Trees Can Help "Get it Done"
With Climate Week 2022 kicking off this week, the Arbor Day Foundation is excited to jump into conversations focused on meaningful action and lean into this year’s theme: “Get it Done,” which is especially appropriate as we continue to see the devastating effects of climate change wreak havoc on our planet. The urgency is clear, and the best path forward, now, is by planting trees.
Trees are the most scalable and cost-efficient carbon-capture technology currently available
The research is clear: Emissions reduction should be our priority in the fight against climate change. As we collectively work towards this goal, we can employ a mix of nature-based and engineered solutions to amplify our efforts and sequester existing emissions. When properly managed, forests have a tremendous ability to absorb carbon dioxide from the atmosphere and help mitigate climate change, all while supporting the critical ecosystems we depend on. The Arbor Day Foundation is a leader in this space, working to protect existing forest and wetlands through improved management practices and facilitating strategic reforestation initiatives to help properly regrow those we have lost.
Trees help improve water quality and mitigate flooding
Thanks to urban and industrial pollution, agricultural contamination, climate change, and habitat destruction, the quality of key global water sources is degrading. This decline is putting the well-being of plants, animals, and humans at risk, with our most vulnerable populations being hit the hardest.
Fortunately, strategic tree planting can help alleviate some of these water quality issues. Trees work to improve water quality by reducing flooding, erosion, and damage from natural disasters. Their canopies act as a protective shield, intercepting rainfall and allowing it to evaporate back into the atmosphere directly from the canopy without ever reaching the ground. Trees can even help clean contaminates from polluted soils through a process called phytoremediation, preventing wind, rain, and groundwater flow from carrying contaminants into watersheds or deeper underground.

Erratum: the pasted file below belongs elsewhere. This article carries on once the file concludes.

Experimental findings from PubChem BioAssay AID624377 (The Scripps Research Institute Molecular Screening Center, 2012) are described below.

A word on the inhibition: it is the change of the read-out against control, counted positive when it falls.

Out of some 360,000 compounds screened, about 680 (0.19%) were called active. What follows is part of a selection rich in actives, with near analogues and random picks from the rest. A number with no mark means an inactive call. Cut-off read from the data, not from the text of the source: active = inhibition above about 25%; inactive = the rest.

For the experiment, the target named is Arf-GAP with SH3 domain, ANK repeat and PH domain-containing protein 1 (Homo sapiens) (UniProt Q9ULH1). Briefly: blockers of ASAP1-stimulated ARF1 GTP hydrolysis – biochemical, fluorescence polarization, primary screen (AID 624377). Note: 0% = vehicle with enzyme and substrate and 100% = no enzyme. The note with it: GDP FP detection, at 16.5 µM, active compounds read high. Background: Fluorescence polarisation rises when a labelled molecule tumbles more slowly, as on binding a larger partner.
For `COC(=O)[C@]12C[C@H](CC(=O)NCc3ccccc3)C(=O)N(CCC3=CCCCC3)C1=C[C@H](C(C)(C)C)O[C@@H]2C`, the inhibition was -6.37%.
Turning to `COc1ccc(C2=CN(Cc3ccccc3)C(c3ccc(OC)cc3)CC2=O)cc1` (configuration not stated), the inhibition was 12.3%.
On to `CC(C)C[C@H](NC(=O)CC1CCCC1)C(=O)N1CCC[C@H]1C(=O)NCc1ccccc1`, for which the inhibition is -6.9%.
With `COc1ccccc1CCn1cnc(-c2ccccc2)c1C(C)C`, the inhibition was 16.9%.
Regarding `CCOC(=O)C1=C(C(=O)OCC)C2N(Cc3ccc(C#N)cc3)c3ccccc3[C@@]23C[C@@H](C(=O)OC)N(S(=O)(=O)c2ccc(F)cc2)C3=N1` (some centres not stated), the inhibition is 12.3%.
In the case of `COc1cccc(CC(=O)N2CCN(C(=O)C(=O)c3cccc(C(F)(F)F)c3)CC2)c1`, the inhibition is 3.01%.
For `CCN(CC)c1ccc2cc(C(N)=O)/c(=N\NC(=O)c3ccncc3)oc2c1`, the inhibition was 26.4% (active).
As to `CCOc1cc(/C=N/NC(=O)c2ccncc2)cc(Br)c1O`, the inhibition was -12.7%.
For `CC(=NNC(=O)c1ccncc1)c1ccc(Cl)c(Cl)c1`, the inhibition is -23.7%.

Trees are key to protecting and enhancing biodiversity
Animal species of all kinds rely on trees for food, shelter, and water. Whether in natural or urban forests, they are key to the health of some of the most biodiverse ecosystems in the world. Because of this deeply rooted connection, an alarming loss of biodiversity has been linked to the destruction and degradation of forest habitats. It’s crucial that we dedicate resources to reestablishing these ecosystems and plant the right trees, in the right place, at the right time, to ensure forest-dependent species are given an opportunity to thrive.
It isn’t just wildlife that depend on these delicate ecosystems either. People around the world, knowingly or unknowingly, reap the economic and environmental benefits of forest ecosystems in their day-to-day lives. From food and medicines to consumer goods and building materials, we are just as reliant on the proliferation of healthy forests as the rest of life on earth.
The world needs trees, now more than ever
Never has there been a more critical time to plant, nurture, and celebrate trees, and the Arbor Day Foundation is uniquely positioned to do so on a global scale. As we head into Climate Week, we’ll look to glean new insight and perspective from those who share our desire to create a greener, more sustainable future for all. Together, we’re confident that we can “Get it Done.”